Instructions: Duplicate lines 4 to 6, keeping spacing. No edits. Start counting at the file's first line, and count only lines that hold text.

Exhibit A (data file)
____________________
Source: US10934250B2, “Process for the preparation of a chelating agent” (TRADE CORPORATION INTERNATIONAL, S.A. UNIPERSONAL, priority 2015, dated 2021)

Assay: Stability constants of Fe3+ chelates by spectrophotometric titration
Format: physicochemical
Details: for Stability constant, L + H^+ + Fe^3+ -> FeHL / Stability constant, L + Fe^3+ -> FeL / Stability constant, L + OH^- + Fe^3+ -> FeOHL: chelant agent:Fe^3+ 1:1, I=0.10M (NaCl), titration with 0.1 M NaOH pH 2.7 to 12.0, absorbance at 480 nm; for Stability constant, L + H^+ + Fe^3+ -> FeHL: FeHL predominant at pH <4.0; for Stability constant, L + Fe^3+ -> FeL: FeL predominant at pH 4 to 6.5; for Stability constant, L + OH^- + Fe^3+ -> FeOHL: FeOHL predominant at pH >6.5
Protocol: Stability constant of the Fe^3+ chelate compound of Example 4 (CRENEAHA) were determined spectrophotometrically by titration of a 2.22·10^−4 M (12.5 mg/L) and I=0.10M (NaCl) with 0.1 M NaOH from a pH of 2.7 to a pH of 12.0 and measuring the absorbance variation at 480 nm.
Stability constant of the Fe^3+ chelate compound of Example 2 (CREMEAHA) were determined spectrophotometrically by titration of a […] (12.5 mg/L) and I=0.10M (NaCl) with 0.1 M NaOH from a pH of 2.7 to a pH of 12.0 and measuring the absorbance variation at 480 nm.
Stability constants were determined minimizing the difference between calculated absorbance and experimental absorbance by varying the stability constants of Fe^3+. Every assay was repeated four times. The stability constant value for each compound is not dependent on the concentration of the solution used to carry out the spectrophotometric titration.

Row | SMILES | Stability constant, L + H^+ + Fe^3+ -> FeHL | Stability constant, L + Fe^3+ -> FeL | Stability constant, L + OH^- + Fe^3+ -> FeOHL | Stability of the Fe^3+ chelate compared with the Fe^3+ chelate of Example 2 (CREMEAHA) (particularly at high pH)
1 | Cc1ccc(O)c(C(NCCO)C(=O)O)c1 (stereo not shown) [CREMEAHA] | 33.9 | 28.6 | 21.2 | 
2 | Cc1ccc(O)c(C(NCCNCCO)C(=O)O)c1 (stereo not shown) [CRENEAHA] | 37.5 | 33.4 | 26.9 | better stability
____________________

Details: for Stability constant, L + H^+ + Fe^3+ -> FeHL / Stability constant, L + Fe^3+ -> FeL / Stability constant, L + OH^- + Fe^3+ -> FeOHL: chelant agent:Fe^3+ 1:1, I=0.10M (NaCl), titration with 0.1 M NaOH pH 2.7 to 12.0, absorbance at 480 nm; for Stability constant, L + H^+ + Fe^3+ -> FeHL: FeHL predominant at pH <4.0; for Stability constant, L + Fe^3+ -> FeL: FeL predominant at pH 4 to 6.5; for Stability constant, L + OH^- + Fe^3+ -> FeOHL: FeOHL predominant at pH >6.5
Protocol: Stability constant of the Fe^3+ chelate compound of Example 4 (CRENEAHA) were determined spectrophotometrically by titration of a 2.22·10^−4 M (12.5 mg/L) and I=0.10M (NaCl) with 0.1 M NaOH from a pH of 2.7 to a pH of 12.0 and measuring the absorbance variation at 480 nm.
Stability constant of the Fe^3+ chelate compound of Example 2 (CREMEAHA) were determined spectrophotometrically by titration of a […] (12.5 mg/L) and I=0.10M (NaCl) with 0.1 M NaOH from a pH of 2.7 to a pH of 12.0 and measuring the absorbance variation at 480 nm.